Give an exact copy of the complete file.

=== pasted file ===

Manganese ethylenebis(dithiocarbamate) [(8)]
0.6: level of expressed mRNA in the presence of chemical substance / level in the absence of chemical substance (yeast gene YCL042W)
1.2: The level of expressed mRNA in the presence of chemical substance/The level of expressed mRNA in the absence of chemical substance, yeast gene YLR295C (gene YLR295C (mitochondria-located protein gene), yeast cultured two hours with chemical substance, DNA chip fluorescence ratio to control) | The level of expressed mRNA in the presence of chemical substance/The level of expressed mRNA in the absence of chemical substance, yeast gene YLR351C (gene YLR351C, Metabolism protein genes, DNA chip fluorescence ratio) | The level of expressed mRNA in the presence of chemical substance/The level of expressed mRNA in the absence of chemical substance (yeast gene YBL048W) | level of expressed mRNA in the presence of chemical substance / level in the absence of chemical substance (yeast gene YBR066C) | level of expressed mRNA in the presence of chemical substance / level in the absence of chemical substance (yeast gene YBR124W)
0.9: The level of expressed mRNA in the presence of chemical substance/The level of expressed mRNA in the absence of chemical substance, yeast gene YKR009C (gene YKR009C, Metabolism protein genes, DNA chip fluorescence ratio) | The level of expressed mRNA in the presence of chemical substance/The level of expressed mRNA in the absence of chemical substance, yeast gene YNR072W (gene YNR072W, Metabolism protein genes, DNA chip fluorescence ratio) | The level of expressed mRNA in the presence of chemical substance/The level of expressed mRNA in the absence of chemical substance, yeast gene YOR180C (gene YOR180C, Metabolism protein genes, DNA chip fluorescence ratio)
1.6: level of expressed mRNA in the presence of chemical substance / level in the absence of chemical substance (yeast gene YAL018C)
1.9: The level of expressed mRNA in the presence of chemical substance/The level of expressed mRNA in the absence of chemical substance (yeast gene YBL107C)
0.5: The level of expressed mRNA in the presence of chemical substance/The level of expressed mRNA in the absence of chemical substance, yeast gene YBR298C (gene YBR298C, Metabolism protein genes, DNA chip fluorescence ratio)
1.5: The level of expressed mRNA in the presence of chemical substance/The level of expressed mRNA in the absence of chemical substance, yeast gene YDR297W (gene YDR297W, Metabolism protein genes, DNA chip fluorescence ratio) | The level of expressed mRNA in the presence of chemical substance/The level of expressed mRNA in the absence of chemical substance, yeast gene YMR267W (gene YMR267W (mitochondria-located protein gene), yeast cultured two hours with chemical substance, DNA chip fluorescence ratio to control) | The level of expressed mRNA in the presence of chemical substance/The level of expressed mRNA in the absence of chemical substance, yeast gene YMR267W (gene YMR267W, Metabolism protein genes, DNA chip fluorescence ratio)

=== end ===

Manganese ethylenebis(dithiocarbamate) [(8)]
0.6: level of expressed mRNA in the presence of chemical substance / level in the absence of chemical substance (yeast gene YCL042W)
1.2: The level of expressed mRNA in the presence of chemical substance/The level of expressed mRNA in the absence of chemical substance, yeast gene YLR295C (gene YLR295C (mitochondria-located protein gene), yeast cultured two hours with chemical substance, DNA chip fluorescence ratio to control) | The level of expressed mRNA in the presence of chemical substance/The level of expressed mRNA in the absence of chemical substance, yeast gene YLR351C (gene YLR351C, Metabolism protein genes, DNA chip fluorescence ratio) | The level of expressed mRNA in the presence of chemical substance/The level of expressed mRNA in the absence of chemical substance (yeast gene YBL048W) | level of expressed mRNA in the presence of chemical substance / level in the absence of chemical substance (yeast gene YBR066C) | level of expressed mRNA in the presence of chemical substance / level in the absence of chemical substance (yeast gene YBR124W)
0.9: The level of expressed mRNA in the presence of chemical substance/The level of expressed mRNA in the absence of chemical substance, yeast gene YKR009C (gene YKR009C, Metabolism protein genes, DNA chip fluorescence ratio) | The level of expressed mRNA in the presence of chemical substance/The level of expressed mRNA in the absence of chemical substance, yeast gene YNR072W (gene YNR072W, Metabolism protein genes, DNA chip fluorescence ratio) | The level of expressed mRNA in the presence of chemical substance/The level of expressed mRNA in the absence of chemical substance, yeast gene YOR180C (gene YOR180C, Metabolism protein genes, DNA chip fluorescence ratio)
1.6: level of expressed mRNA in the presence of chemical substance / level in the absence of chemical substance (yeast gene YAL018C)
1.9: The level of expressed mRNA in the presence of chemical substance/The level of expressed mRNA in the absence of chemical substance (yeast gene YBL107C)
0.5: The level of expressed mRNA in the presence of chemical substance/The level of expressed mRNA in the absence of chemical substance, yeast gene YBR298C (gene YBR298C, Metabolism protein genes, DNA chip fluorescence ratio)
1.5: The level of expressed mRNA in the presence of chemical substance/The level of expressed mRNA in the absence of chemical substance, yeast gene YDR297W (gene YDR297W, Metabolism protein genes, DNA chip fluorescence ratio) | The level of expressed mRNA in the presence of chemical substance/The level of expressed mRNA in the absence of chemical substance, yeast gene YMR267W (gene YMR267W (mitochondria-located protein gene), yeast cultured two hours with chemical substance, DNA chip fluorescence ratio to control) | The level of expressed mRNA in the presence of chemical substance/The level of expressed mRNA in the absence of chemical substance, yeast gene YMR267W (gene YMR267W, Metabolism protein genes, DNA chip fluorescence ratio)